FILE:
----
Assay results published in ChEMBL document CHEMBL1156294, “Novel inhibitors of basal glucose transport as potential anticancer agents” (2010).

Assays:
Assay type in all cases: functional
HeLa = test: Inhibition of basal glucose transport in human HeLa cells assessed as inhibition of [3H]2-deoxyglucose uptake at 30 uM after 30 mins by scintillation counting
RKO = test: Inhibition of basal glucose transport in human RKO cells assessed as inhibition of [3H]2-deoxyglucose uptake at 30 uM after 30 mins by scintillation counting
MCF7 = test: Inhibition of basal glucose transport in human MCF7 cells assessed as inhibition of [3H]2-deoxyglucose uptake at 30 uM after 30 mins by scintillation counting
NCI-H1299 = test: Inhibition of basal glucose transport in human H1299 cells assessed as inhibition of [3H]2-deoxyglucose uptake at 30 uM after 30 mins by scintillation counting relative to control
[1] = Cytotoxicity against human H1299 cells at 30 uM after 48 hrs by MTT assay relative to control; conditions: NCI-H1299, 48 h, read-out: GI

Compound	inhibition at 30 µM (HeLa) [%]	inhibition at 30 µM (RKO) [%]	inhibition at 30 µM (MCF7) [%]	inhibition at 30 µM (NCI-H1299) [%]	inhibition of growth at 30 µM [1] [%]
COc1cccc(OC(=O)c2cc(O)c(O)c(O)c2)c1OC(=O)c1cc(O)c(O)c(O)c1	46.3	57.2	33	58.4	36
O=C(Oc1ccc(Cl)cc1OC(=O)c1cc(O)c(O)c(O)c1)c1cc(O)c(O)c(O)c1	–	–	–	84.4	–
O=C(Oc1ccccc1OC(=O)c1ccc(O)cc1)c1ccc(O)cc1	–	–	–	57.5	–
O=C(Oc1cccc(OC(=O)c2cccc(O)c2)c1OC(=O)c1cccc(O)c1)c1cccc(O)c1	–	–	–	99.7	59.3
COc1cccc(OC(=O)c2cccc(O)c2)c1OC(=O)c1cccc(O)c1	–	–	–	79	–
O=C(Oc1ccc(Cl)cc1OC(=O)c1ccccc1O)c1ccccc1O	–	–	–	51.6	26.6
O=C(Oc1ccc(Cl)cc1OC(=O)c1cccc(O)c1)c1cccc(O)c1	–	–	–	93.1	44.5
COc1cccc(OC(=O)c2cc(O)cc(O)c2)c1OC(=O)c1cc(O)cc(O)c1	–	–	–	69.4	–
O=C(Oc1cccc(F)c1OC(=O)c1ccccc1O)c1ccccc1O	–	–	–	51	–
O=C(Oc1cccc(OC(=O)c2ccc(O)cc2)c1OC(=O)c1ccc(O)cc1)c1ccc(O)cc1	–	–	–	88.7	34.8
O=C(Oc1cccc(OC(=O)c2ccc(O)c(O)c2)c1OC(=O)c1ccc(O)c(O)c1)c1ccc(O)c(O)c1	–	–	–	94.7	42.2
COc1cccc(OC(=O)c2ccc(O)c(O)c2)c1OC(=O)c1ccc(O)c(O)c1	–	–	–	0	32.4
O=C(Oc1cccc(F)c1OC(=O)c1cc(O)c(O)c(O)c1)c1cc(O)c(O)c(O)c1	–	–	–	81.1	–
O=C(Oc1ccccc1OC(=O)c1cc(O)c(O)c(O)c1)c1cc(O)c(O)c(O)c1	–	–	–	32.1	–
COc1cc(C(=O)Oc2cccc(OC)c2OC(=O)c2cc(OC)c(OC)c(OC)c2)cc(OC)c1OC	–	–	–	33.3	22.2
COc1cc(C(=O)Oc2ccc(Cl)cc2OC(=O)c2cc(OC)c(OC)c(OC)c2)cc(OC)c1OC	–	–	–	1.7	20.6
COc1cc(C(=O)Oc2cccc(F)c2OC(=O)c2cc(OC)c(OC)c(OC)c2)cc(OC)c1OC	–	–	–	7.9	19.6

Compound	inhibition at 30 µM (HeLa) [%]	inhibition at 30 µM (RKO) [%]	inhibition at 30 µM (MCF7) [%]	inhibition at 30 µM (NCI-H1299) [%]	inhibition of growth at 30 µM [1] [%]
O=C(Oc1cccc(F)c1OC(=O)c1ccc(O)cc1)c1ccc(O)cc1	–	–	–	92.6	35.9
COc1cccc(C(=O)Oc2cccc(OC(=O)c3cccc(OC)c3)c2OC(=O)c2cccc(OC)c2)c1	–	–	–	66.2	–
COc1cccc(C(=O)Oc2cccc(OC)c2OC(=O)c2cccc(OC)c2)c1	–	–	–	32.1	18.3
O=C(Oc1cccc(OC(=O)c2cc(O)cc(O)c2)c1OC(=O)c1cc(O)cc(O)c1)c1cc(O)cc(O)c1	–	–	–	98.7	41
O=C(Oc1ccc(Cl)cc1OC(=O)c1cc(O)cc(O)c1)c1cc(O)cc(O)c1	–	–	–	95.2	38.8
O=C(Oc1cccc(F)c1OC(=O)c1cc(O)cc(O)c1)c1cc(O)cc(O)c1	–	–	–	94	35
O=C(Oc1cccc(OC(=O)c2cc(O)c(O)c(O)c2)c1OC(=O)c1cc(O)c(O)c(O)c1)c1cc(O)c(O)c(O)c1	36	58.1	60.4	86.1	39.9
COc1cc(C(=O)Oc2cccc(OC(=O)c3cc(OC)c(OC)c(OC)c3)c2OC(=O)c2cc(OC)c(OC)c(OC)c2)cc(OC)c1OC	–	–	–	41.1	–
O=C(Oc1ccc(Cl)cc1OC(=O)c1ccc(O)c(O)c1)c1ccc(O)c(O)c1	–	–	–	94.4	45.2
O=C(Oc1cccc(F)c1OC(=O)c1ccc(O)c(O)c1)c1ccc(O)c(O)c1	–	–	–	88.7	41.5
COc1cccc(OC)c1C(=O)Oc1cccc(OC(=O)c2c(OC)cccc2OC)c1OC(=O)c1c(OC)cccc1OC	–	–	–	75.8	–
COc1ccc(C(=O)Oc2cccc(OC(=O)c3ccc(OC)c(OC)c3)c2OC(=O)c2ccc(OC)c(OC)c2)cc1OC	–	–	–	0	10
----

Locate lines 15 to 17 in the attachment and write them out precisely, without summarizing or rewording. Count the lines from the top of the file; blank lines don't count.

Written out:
O=C(Oc1ccc(Cl)cc1OC(=O)c1ccccc1O)c1ccccc1O	–	–	–	51.6	26.6
O=C(Oc1ccc(Cl)cc1OC(=O)c1cccc(O)c1)c1cccc(O)c1	–	–	–	93.1	44.5
COc1cccc(OC(=O)c2cc(O)cc(O)c2)c1OC(=O)c1cc(O)cc(O)c1	–	–	–	69.4	–